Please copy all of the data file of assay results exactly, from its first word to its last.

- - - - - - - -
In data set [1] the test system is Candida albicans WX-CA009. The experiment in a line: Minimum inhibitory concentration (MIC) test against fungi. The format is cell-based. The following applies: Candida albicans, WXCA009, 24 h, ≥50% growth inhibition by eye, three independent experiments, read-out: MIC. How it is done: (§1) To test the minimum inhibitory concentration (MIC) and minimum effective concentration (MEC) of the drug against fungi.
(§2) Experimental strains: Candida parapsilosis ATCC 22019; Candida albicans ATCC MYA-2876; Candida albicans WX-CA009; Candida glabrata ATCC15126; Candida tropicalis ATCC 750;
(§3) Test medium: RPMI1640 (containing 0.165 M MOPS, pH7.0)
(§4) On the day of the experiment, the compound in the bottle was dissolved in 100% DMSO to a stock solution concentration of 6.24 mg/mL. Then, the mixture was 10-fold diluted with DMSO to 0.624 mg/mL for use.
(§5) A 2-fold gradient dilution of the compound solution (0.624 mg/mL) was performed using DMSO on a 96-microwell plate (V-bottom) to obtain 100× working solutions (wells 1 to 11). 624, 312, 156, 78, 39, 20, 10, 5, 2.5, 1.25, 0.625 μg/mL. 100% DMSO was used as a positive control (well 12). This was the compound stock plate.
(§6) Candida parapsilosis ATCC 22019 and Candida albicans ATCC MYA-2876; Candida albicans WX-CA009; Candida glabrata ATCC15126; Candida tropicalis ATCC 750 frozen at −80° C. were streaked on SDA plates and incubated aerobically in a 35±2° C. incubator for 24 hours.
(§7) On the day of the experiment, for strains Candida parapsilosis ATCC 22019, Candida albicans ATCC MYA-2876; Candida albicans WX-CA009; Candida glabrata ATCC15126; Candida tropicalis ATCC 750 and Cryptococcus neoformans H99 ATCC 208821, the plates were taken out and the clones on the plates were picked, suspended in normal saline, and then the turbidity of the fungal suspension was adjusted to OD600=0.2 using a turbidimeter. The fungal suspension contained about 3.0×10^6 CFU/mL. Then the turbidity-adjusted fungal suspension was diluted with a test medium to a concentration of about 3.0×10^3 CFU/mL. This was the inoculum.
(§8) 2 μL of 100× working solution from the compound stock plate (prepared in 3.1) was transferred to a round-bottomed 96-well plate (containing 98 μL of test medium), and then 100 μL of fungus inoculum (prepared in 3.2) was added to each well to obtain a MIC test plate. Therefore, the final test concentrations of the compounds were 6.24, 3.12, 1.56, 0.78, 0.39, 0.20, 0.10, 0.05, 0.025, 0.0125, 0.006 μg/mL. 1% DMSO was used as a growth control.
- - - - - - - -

In data set [1] the test system is Candida albicans WX-CA009. The experiment in a line: Minimum inhibitory concentration (MIC) test against fungi. The format is cell-based. The following applies: Candida albicans, WXCA009, 24 h, ≥50% growth inhibition by eye, three independent experiments, read-out: MIC. How it is done: (§1) To test the minimum inhibitory concentration (MIC) and minimum effective concentration (MEC) of the drug against fungi.
(§2) Experimental strains: Candida parapsilosis ATCC 22019; Candida albicans ATCC MYA-2876; Candida albicans WX-CA009; Candida glabrata ATCC15126; Candida tropicalis ATCC 750;
(§3) Test medium: RPMI1640 (containing 0.165 M MOPS, pH7.0)
(§4) On the day of the experiment, the compound in the bottle was dissolved in 100% DMSO to a stock solution concentration of 6.24 mg/mL. Then, the mixture was 10-fold diluted with DMSO to 0.624 mg/mL for use.
(§5) A 2-fold gradient dilution of the compound solution (0.624 mg/mL) was performed using DMSO on a 96-microwell plate (V-bottom) to obtain 100× working solutions (wells 1 to 11). 624, 312, 156, 78, 39, 20, 10, 5, 2.5, 1.25, 0.625 μg/mL. 100% DMSO was used as a positive control (well 12). This was the compound stock plate.
(§6) Candida parapsilosis ATCC 22019 and Candida albicans ATCC MYA-2876; Candida albicans WX-CA009; Candida glabrata ATCC15126; Candida tropicalis ATCC 750 frozen at −80° C. were streaked on SDA plates and incubated aerobically in a 35±2° C. incubator for 24 hours.
(§7) On the day of the experiment, for strains Candida parapsilosis ATCC 22019, Candida albicans ATCC MYA-2876; Candida albicans WX-CA009; Candida glabrata ATCC15126; Candida tropicalis ATCC 750 and Cryptococcus neoformans H99 ATCC 208821, the plates were taken out and the clones on the plates were picked, suspended in normal saline, and then the turbidity of the fungal suspension was adjusted to OD600=0.2 using a turbidimeter. The fungal suspension contained about 3.0×10^6 CFU/mL. Then the turbidity-adjusted fungal suspension was diluted with a test medium to a concentration of about 3.0×10^3 CFU/mL. This was the inoculum.
(§8) 2 μL of 100× working solution from the compound stock plate (prepared in 3.1) was transferred to a round-bottomed 96-well plate (containing 98 μL of test medium), and then 100 μL of fungus inoculum (prepared in 3.2) was added to each well to obtain a MIC test plate. Therefore, the final test concentrations of the compounds were 6.24, 3.12, 1.56, 0.78, 0.39, 0.20, 0.10, 0.05, 0.025, 0.0125, 0.006 μg/mL. 1% DMSO was used as a growth control.